its place, the study demonstrated. For
quick answers to a question or help with
finding an expert, engineers turn first
to their colleagues and next to their company's repository of information.
"They are so above the curve that
nothing outside their organization is
useful," Tenopir says.
ONLINE UPDATE About a quarter of an
engineer's day is spent at some type of
information event. Software for such
tasks as word processing, computer-aided
design, and Web browsing is heavily used.
The study found that high-tech workers
are not likely to depend on traditionally
published research. In fact, engineers
at five of the six companies studied
rarely look to printed journals, books, or
articles for research results. Instead, it
was observed, they rely on the Internet,
believing that journals and conference

proceedings they find online are more up
to date. They want research to be shared
quickly, and they say search engines
such as Google Scholar can get them the
most current documents posted online.
Also of great interest is industry-related
news, information valued by many of
the engineers.
"They feel the pressure to stay ahead,
and when they're looking at sources
to help them, they don't use what you
would consider traditional methods,"
Tenopir says. "Standard printed publications are not as relevant to them,
because they are very concerned about
current information."
But engineers in India still have an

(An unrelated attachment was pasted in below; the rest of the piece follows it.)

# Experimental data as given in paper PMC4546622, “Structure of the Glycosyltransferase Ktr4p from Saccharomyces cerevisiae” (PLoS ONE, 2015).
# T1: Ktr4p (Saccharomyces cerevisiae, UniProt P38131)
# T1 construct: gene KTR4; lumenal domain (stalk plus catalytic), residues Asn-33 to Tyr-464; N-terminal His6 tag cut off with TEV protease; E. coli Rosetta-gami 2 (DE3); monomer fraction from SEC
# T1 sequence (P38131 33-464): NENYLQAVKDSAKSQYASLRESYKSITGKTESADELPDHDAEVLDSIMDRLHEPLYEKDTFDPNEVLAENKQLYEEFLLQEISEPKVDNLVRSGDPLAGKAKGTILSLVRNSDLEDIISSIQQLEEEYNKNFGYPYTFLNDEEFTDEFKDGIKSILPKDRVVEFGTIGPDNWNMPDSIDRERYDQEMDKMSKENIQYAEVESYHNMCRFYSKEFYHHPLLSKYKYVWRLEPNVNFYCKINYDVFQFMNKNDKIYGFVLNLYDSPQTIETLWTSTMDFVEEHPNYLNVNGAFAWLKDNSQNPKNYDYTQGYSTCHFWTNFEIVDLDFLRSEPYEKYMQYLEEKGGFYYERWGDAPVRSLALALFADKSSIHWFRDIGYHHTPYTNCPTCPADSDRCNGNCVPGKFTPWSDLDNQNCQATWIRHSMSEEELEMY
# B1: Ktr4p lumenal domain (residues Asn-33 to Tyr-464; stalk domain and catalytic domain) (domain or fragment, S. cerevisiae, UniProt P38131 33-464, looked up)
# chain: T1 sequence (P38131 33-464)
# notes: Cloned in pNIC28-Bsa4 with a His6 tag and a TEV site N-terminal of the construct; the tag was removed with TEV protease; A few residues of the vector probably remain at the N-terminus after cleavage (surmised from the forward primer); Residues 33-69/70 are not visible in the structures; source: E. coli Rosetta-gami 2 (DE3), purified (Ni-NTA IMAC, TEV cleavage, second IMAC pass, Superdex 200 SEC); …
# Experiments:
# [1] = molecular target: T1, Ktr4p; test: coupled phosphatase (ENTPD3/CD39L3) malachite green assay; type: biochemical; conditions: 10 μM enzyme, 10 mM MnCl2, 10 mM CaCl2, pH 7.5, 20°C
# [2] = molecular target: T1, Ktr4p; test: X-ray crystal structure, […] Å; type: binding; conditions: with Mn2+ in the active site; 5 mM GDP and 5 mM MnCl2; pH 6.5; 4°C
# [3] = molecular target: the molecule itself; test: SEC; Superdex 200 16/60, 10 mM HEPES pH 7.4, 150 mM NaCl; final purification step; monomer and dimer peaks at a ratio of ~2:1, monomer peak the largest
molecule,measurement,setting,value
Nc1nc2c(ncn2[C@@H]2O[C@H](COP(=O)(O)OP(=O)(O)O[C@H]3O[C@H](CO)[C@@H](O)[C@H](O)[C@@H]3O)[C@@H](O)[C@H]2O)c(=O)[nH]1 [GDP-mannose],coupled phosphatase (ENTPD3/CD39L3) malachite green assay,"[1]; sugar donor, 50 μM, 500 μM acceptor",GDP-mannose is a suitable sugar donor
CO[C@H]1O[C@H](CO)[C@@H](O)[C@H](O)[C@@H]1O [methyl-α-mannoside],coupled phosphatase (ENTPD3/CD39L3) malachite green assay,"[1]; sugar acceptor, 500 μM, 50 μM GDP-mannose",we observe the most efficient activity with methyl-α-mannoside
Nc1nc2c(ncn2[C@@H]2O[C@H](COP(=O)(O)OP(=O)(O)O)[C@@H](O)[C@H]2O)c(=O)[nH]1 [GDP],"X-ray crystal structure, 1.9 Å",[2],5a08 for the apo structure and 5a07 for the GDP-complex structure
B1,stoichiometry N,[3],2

"incredibly high regard for IEEE journal articles, especially those published
at conferences," Allard notes.
TIME WASTERS Meetings have become
the bane of engineers, taking up about
half their day. Meetings run slightly longer in the United States than in India. An
average U.S. meeting lasts about 55 minutes, compared with about 47 minutes
in India. And more people show up at
U.S. meetings than in India: about eight
people versus five. That's because U.S.
companies will pull in an entire work
team, while Indian companies invite a
more targeted group, Allard says.
In any case, it's often not time well
spent. "U.S. companies waste a lot of
time in meetings," Tenopir says. "They're
too structured, too top-down, and people
already have the information given at
the meeting because it had been shared
beforehand in attachments that came
with the meeting notice."
Trying to keep up with their heavy
workload, attendees often multitask
during meetings-writing and reading
e-mail, surfing the Internet, or even
doing their regular work. That happens
more in the United States than in India:
multitasking occurred in 46 percent of
U.S. meetings, compared with 20 percent of the meetings in India.
LESSONS LEARNED Rahman says the
results have given the IEEE several
ideas for new publications, especially
for design engineers. But the data also
show that the IEEE needs to do a better
job of promoting its existing products,
such as conference proceedings and the
IEEE Xplore digital library. He notes that
conference proceedings have timely and
peer-reviewed papers that are not as old
as the information found in journals.
Also, Google Scholar often takes users to
information that is older than papers that
members could get directly from IEEE
Xplore, because the IEEE does not release
its newest material to Google.